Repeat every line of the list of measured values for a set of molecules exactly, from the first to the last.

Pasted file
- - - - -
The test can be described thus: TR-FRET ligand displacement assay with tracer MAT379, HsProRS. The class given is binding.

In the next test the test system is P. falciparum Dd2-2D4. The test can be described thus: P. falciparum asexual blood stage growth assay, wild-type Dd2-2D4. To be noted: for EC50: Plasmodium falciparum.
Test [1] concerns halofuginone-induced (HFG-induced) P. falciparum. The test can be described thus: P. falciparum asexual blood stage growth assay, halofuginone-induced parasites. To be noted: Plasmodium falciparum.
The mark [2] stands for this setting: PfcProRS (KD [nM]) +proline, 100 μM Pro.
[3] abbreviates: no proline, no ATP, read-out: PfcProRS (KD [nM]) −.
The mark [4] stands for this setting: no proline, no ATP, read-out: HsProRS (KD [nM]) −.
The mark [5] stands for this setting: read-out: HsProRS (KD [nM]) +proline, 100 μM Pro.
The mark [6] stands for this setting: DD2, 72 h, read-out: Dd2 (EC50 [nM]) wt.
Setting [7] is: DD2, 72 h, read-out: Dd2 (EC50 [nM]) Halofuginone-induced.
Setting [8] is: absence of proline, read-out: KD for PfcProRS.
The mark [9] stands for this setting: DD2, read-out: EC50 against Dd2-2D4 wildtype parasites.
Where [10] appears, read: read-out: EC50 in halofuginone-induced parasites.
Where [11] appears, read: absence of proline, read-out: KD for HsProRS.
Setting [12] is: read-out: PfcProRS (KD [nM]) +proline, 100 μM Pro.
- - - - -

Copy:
The test can be described thus: TR-FRET ligand displacement assay with tracer MAT379, HsProRS. The class given is binding.

In the next test the test system is P. falciparum Dd2-2D4. The test can be described thus: P. falciparum asexual blood stage growth assay, wild-type Dd2-2D4. To be noted: for EC50: Plasmodium falciparum.
Test [1] concerns halofuginone-induced (HFG-induced) P. falciparum. The test can be described thus: P. falciparum asexual blood stage growth assay, halofuginone-induced parasites. To be noted: Plasmodium falciparum.
The mark [2] stands for this setting: PfcProRS (KD [nM]) +proline, 100 μM Pro.
[3] abbreviates: no proline, no ATP, read-out: PfcProRS (KD [nM]) −.
The mark [4] stands for this setting: no proline, no ATP, read-out: HsProRS (KD [nM]) −.
The mark [5] stands for this setting: read-out: HsProRS (KD [nM]) +proline, 100 μM Pro.
The mark [6] stands for this setting: DD2, 72 h, read-out: Dd2 (EC50 [nM]) wt.
Setting [7] is: DD2, 72 h, read-out: Dd2 (EC50 [nM]) Halofuginone-induced.
Setting [8] is: absence of proline, read-out: KD for PfcProRS.
The mark [9] stands for this setting: DD2, read-out: EC50 against Dd2-2D4 wildtype parasites.
Where [10] appears, read: read-out: EC50 in halofuginone-induced parasites.
Where [11] appears, read: absence of proline, read-out: KD for HsProRS.
Setting [12] is: read-out: PfcProRS (KD [nM]) +proline, 100 μM Pro.